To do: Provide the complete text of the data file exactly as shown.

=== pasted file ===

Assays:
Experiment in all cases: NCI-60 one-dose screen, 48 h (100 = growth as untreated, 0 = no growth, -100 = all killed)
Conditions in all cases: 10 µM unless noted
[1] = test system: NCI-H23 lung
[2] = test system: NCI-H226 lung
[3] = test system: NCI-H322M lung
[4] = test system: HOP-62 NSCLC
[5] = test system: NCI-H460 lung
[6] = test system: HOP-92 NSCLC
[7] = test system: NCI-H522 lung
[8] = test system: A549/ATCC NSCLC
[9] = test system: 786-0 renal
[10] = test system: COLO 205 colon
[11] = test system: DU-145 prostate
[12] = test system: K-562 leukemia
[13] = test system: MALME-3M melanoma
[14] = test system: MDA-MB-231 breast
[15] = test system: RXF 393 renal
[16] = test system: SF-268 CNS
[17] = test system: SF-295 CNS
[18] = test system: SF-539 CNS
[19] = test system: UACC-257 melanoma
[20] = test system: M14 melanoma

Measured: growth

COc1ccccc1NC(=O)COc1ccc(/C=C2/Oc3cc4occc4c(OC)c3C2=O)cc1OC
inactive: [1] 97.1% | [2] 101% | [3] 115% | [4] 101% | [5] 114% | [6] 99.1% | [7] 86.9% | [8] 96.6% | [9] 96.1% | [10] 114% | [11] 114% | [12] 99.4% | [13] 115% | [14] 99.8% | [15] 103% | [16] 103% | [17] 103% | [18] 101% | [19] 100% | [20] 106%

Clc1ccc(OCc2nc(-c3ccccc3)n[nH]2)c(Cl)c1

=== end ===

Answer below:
Assays:
Experiment in all cases: NCI-60 one-dose screen, 48 h (100 = growth as untreated, 0 = no growth, -100 = all killed)
Conditions in all cases: 10 µM unless noted
[1] = test system: NCI-H23 lung
[2] = test system: NCI-H226 lung
[3] = test system: NCI-H322M lung
[4] = test system: HOP-62 NSCLC
[5] = test system: NCI-H460 lung
[6] = test system: HOP-92 NSCLC
[7] = test system: NCI-H522 lung
[8] = test system: A549/ATCC NSCLC
[9] = test system: 786-0 renal
[10] = test system: COLO 205 colon
[11] = test system: DU-145 prostate
[12] = test system: K-562 leukemia
[13] = test system: MALME-3M melanoma
[14] = test system: MDA-MB-231 breast
[15] = test system: RXF 393 renal
[16] = test system: SF-268 CNS
[17] = test system: SF-295 CNS
[18] = test system: SF-539 CNS
[19] = test system: UACC-257 melanoma
[20] = test system: M14 melanoma

Measured: growth

COc1ccccc1NC(=O)COc1ccc(/C=C2/Oc3cc4occc4c(OC)c3C2=O)cc1OC
inactive: [1] 97.1% | [2] 101% | [3] 115% | [4] 101% | [5] 114% | [6] 99.1% | [7] 86.9% | [8] 96.6% | [9] 96.1% | [10] 114% | [11] 114% | [12] 99.4% | [13] 115% | [14] 99.8% | [15] 103% | [16] 103% | [17] 103% | [18] 101% | [19] 100% | [20] 106%

Clc1ccc(OCc2nc(-c3ccccc3)n[nH]2)c(Cl)c1